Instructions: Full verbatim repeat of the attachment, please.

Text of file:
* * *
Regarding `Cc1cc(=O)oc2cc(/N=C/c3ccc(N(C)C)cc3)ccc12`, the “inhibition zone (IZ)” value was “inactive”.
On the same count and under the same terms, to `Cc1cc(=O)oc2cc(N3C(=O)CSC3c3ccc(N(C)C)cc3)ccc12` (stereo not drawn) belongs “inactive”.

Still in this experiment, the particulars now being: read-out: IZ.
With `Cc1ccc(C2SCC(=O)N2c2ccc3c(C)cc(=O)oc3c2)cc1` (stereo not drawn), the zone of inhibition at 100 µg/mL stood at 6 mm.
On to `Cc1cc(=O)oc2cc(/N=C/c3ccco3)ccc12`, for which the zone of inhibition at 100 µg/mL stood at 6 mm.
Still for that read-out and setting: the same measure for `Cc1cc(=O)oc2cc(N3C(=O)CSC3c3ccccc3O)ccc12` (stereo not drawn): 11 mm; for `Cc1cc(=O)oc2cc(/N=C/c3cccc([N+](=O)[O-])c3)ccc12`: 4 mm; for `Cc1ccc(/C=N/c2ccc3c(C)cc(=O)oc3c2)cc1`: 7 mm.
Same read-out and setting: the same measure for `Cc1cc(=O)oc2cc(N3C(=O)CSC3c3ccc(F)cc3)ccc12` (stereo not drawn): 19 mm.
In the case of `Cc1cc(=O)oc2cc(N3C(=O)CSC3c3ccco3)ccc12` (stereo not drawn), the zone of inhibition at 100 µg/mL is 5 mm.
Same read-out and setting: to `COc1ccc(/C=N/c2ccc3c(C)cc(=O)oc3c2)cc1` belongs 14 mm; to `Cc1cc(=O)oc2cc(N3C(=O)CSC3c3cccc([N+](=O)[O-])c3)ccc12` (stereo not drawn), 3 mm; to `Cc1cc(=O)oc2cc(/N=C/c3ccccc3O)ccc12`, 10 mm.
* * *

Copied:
Regarding `Cc1cc(=O)oc2cc(/N=C/c3ccc(N(C)C)cc3)ccc12`, the “inhibition zone (IZ)” value was “inactive”.
On the same count and under the same terms, to `Cc1cc(=O)oc2cc(N3C(=O)CSC3c3ccc(N(C)C)cc3)ccc12` (stereo not drawn) belongs “inactive”.

Still in this experiment, the particulars now being: read-out: IZ.
With `Cc1ccc(C2SCC(=O)N2c2ccc3c(C)cc(=O)oc3c2)cc1` (stereo not drawn), the zone of inhibition at 100 µg/mL stood at 6 mm.
On to `Cc1cc(=O)oc2cc(/N=C/c3ccco3)ccc12`, for which the zone of inhibition at 100 µg/mL stood at 6 mm.
Still for that read-out and setting: the same measure for `Cc1cc(=O)oc2cc(N3C(=O)CSC3c3ccccc3O)ccc12` (stereo not drawn): 11 mm; for `Cc1cc(=O)oc2cc(/N=C/c3cccc([N+](=O)[O-])c3)ccc12`: 4 mm; for `Cc1ccc(/C=N/c2ccc3c(C)cc(=O)oc3c2)cc1`: 7 mm.
Same read-out and setting: the same measure for `Cc1cc(=O)oc2cc(N3C(=O)CSC3c3ccc(F)cc3)ccc12` (stereo not drawn): 19 mm.
In the case of `Cc1cc(=O)oc2cc(N3C(=O)CSC3c3ccco3)ccc12` (stereo not drawn), the zone of inhibition at 100 µg/mL is 5 mm.
Same read-out and setting: to `COc1ccc(/C=N/c2ccc3c(C)cc(=O)oc3c2)cc1` belongs 14 mm; to `Cc1cc(=O)oc2cc(N3C(=O)CSC3c3cccc([N+](=O)[O-])c3)ccc12` (stereo not drawn), 3 mm; to `Cc1cc(=O)oc2cc(/N=C/c3ccccc3O)ccc12`, 10 mm.